CALIFORNIA — Firefighters are struggling to contain the biggest of six blazes burning in southern California, with the Thomas Fire slipping from 15% containment to 10% Sunday.
Covering 230,000 acres, the Thomas Fire is now the fifth largest blaze in modern California history. The fires are collectively burning an area larger than New York City and Boston combined.
Gusty winds and dry conditions are not helping the wildfire’s spread, and there’s no rain in the forecast for at least 10 days.
Elevated conditions: The Santa Ana winds are forecast to decrease heading into Tuesday, but could gust between 40-55 mph on Monday before tapering, CNN meteorologist Rachel Aissen says. Ventura County and surrounding areas are under an elevated fire outlook, with temperatures remaining between 78-82 degrees as humidity continues to fall in a range below 10%.
Warnings: A Red Flag Warning for much of Los Angeles and Ventura counties has been extended through Monday evening, the National Weather Service said. It means that elevated fire weather conditions are expected due to a combination of gusty winds and low humidity.
Power cuts: The Thomas Fire is causing intermittent electricity outages in Santa Barbara County. Southern California Edison said that outages and surges could potentially affect up to 85,000 customers, with 2,432 customers without power at 9 p.m. PST Sunday (midnight ET).
Evacuations: Some 94,607 people were under mandatory evacuation orders in Ventura and Santa Barbara counties Sunday evening, Ventura County Sheriff Captain Garo Kuredjian told CNN.
School closures: The Santa Barbara City Office of Emergency Services said in a tweet that 19 of its 20 school districts would be closed Monday and that all South County School Districts would remain closed through the end of the week.
Death toll: The death toll from the Thomas Fire stands at one. Authorities believe Virginia Pesola, 70, of Santa Paula, died in a crash while fleeing the fire, her body was found Wednesday.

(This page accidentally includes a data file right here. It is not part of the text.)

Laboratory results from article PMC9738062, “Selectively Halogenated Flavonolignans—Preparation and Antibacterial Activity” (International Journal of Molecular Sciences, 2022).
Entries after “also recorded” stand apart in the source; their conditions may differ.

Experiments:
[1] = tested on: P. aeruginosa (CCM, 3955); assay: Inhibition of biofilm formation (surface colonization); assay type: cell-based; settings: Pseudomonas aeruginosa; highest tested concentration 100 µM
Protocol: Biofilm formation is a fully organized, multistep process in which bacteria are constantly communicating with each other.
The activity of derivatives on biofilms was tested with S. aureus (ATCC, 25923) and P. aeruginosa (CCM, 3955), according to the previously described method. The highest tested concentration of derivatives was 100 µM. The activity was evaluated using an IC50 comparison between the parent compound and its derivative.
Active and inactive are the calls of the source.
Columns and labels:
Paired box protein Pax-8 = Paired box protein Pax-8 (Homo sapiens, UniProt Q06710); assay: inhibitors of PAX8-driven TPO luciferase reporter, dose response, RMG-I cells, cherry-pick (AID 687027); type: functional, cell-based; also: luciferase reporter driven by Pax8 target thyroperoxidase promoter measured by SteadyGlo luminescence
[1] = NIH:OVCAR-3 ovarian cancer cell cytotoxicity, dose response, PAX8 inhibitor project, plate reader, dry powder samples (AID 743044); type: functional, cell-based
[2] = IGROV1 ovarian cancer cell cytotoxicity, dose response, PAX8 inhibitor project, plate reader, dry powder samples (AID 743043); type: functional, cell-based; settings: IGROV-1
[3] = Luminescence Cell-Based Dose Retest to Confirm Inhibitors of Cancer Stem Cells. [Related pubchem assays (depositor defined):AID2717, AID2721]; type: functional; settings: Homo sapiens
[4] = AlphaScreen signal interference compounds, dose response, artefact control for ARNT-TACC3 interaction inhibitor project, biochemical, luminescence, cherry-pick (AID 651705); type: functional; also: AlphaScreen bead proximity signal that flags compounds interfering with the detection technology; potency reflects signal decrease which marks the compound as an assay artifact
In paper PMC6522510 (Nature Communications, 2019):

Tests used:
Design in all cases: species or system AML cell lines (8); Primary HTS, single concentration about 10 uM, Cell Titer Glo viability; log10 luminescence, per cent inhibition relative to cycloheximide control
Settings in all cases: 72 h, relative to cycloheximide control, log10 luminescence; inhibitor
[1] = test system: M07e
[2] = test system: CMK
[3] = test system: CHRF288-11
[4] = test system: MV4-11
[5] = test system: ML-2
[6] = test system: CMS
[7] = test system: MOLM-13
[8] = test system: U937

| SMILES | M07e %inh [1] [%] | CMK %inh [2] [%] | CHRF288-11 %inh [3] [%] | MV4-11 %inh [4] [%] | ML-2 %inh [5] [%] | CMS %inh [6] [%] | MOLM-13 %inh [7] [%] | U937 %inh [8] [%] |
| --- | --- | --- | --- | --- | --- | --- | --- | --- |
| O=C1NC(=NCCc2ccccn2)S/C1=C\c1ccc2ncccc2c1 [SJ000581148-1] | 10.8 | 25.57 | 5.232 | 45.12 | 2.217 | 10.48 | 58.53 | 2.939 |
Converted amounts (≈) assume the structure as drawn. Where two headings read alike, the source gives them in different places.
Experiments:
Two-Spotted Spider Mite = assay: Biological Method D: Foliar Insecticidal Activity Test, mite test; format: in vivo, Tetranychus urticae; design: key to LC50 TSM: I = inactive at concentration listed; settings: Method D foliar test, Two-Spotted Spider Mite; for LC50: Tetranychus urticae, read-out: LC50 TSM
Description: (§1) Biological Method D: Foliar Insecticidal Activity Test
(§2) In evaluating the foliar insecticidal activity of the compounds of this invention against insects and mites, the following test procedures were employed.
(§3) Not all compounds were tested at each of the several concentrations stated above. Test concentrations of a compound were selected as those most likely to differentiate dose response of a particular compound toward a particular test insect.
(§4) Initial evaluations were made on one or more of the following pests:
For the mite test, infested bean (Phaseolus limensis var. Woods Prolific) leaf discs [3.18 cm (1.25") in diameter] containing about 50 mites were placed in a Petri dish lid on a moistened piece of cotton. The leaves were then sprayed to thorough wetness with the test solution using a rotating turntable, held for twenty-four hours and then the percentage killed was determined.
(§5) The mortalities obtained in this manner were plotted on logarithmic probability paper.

The six blazes vary in size.
Thomas Fire: It had scorched 230,000 acres by Sunday evening, with about 10% of it contained. It started Monday in Ventura County, and has since spread into Santa Barbara County. The fire has surpassed the 1932 Matilija Fire — which burned 220,000 acres — to become Ventura County’s largest recorded blaze, according to CalFire. It has destroyed 790 structures and damaged 191, Ventura County Sheriff Captain Garo Kuredjian told CNN, with firefighting efforts costing $34 million by Sunday night.
Rye Fire: It broke out Tuesday in Los Angeles County and has burned 6,049 acres. Firefighters are making progress, with 93% of the blaze contained.
Lilac Fire: This fast-moving fire has consumed 4,100 acres since it ignited Thursday in San Diego County. Firefighters have regained control of it, and it’s 75% contained.
Skirball Fire: It started Wednesday as a brush fire in Los Angeles County. It has burned 422 acres and is now 85% contained.
Liberty Fire: The blaze in Riverside County has burned 300 acres since it ignited Thursday. It’s 100% contained, but authorities are monitoring it ahead of a forecast increase in winds.
As California Gov. Jerry Brown surveyed the damage in Ventura County Saturday, he predicted that extreme fire activity would happen on a regular basis for decades.
“With climate change, some scientists are saying that Southern California is literally burning up,” the governor, who is an advocate for climate science, said. “So we have to have the resources to combat the fires and we also have to invest in managing the vegetation and forests … in a place that’s getting hotter.”
As for those facing the flames of the current wildfires, there’s gratitude — for life, community and the efforts of the firefighters working to protect both.
One family whose home was destroyed in the Creek Fire told CNN affiliate KCAL9 News that they had lost everything to the blaze but were grateful to be alive.
“For me, it was like my 15 years of living here was flashing by — of memories, you know, the gatherings, all that,” Javier Hernandez told the station. “And then at the same time, we were like, ‘OK, my family’s OK. If it’s gonna burn, it’s gonna burn.'”
A number of celebrities voiced their thanks to firefighters and concern for the communities at risk from fire.
Oprah Winfrey and Ellen Degeneres, who both have homes in Montecito, tweeted that they were praying for their communities.
“Our house is under threat of being burned. We just had to evacuate our pets. I’m praying for everyone in our community and thankful to all the incredible firefighters,” Degeneres said, adding in a later tweet that she was proud to be part of a community where people were helping each other to safety.
Winfrey tweeted that her prayer as the fires raged was “peace be still.”
Retired tennis player Jimmy Connors’ said the Thomas Fire was also threatening his home, tweeting his thanks to the firefighters “working tirelessly.”
Firefighters from Arizona, Colorado, Idaho, Oregon, Utah and Washington state are helping to fight the fires.
Additionally, the Nevada Department of Corrections and Nevada Division of Forestry — which run conservation camps for inmates — have sent six trained crews to help.
The crews of minimum security inmates will be fighting the Thomas Fire, the department said in a release.